Decided July 5, 1972.
Contracts — Settlement agreement — Binding on parties to action for accounting, when — Journal entry reflecting settlement may be entered, when — Rescission — Motion to set agreement aside — Necessity.
1. Where the parties in an action for an accounting and royalties voluntarily enter into an oral settlement agreement in the presence of the court, such agreement constitutes a binding contract.
2. In order to effect a rescission of a binding settlement agreement entered into in the presence of the court, a party must file a motion to set the agreement aside; and, in the absence of such motion, a trial court may properly sign a journal entry reflecting the settlement agreement.
APPEAL from the Court of Appeals for Cuyahoga County.
Plaintiff-appellee, Robert Spercel, doing business as Sperco Tool Company, in April 1960 filed an action in the Court of Common Pleas of Cuyahoga County against defendant-appellant, Sterling Industries, Inc., for an accounting and royalties allegedly due plaintiff pursuant to a contract under which plaintiff assigned to defendant its rights in a door closer for storm and screen doors.
On October 31 and November 1, 1963, the parties and counsel, in the presence of the judge in chambers, concluded an oral settlement agreement. The amount decided upon was $6,000, but subsequently plaintiff refused either to accept that amount or sign a release.
In September 1965, defendant's counsel, by letter, notified plaintiff's counsel that he was filing a motion for journal entry nunc pro tunc, providing:
"The within cause is settled and dismissed at defendants' costs. No record. This entry shall be nunc pro tunc effective as of October 31, 1963."
The foregoing entry was signed by the trial judge and filed on November 9, 1965.
In March 1967, plaintiff filed a petition to vacate the judgment, alleging therein that:
"* * * neither the plaintiff nor the attorney for the plaintiff signed the alleged nunc pro tunc journal entry and/or the alleged settlement agreement; that no release was ever signed by the plaintiff; that neither a payment nor any consideration was ever made or given to the plaintiff under the alleged release or alleged settlement agreement; that fraud was practiced by these defendants in obtaining the aforesaid non [ sic] pro tunc journal entry and that fraud was practiced upon said court by the defendants in the following respects, to wit: The defendants falsely alleged that no patents were ever obtained by the defendants from the U.S. Patent Office on the invention of the door closer when in reality the defendants obtained two patents from the U.S. Patent Office; that no door closers were ever manufactured, when in reality a subsidiary of Cole National Corp., further described as Independent Lock Company, of Fitchburg, Massachusetts, was and is actively engaged in the manufacture and production of patentable door closers; that this plaintiff has never had his day in court; and that a hearing on this matter has been prevented since the defendants offered the lame excuse that they have voluntarily destroyed their records."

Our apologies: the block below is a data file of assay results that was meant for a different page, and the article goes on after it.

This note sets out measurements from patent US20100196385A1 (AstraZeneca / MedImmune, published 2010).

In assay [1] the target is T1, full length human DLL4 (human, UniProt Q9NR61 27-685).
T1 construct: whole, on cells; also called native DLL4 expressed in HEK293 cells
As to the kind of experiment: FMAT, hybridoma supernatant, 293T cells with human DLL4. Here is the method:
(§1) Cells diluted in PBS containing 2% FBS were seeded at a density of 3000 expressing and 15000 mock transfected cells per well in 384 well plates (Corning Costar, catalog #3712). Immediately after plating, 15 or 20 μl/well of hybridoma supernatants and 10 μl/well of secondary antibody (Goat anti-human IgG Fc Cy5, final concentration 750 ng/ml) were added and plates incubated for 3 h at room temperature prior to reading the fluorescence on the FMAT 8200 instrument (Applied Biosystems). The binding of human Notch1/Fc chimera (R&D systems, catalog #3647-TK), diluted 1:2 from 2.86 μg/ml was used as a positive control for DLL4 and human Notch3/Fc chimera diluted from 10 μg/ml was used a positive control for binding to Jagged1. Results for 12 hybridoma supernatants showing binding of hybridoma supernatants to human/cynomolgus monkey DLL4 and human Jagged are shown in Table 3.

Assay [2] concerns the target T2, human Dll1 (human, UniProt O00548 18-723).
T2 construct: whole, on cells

The Court of Common Pleas, after hearing, vacated the judgment and the Court of Appeals affirmed.
The cause is now before this court pursuant to the allowance of a motion to certify the record.
Messrs. McCarthy, Savransky Greenwald and Mr. Lincoln R. Thorman, for appellee.
Messrs. Kahn, Kleinman, Yanowitz Arnson and Mr. Sheldon Berns, for appellant.
The question presented is whether the oral settlement agreement entered into by the parties and journalized in the nunc pro tunc entry can be set aside pursuant to a petition to vacate filed by plaintiff who refused to comply with the terms of the settlement agreement.
As noted in 15 American Jurisprudence 2d 938, Compromise and Settlement, Section 4: "The law favors the resolution of controversies and uncertainties through compromise and settlement rather than through litigation. * * * The resolution of controversies * * * by means of compromise and settlement * * * results in a saving of time for the parties, the lawyers, and the courts, and it is thus advantageous to judicial administration, and, in turn, to government as a whole." To this we might add that courts today could not successfully cope with the volume of their dockets in the absence of settlement agreements.
With the foregoing observations in mind, we proceed to the facts in this cause. At the hearing on the petition to vacate, the trial judge in the original action testified that after the original discussions "* * * both in the presence of both clients and both their counsel, we finally came to what I had understood to be a firm agreement between the lawyers and the clients, with the agreement of the clients."
This cause is thus distinguishable from Morr v. Crouch (1969), 19 Ohio St.2d 24, 249 N.E.2d 780, wherein a Court of Appeals' judgment vacating a settlement entry was affirmed by this court. In that case, not all parties were present at the settlement conference and the attorney for the absent party lacked authority to enter into the settlement agreement.
In vacating the settlement, the trial court stated that "* * * there wasn't any agreement. There was no agreed entry. There was no release. There was no money paid.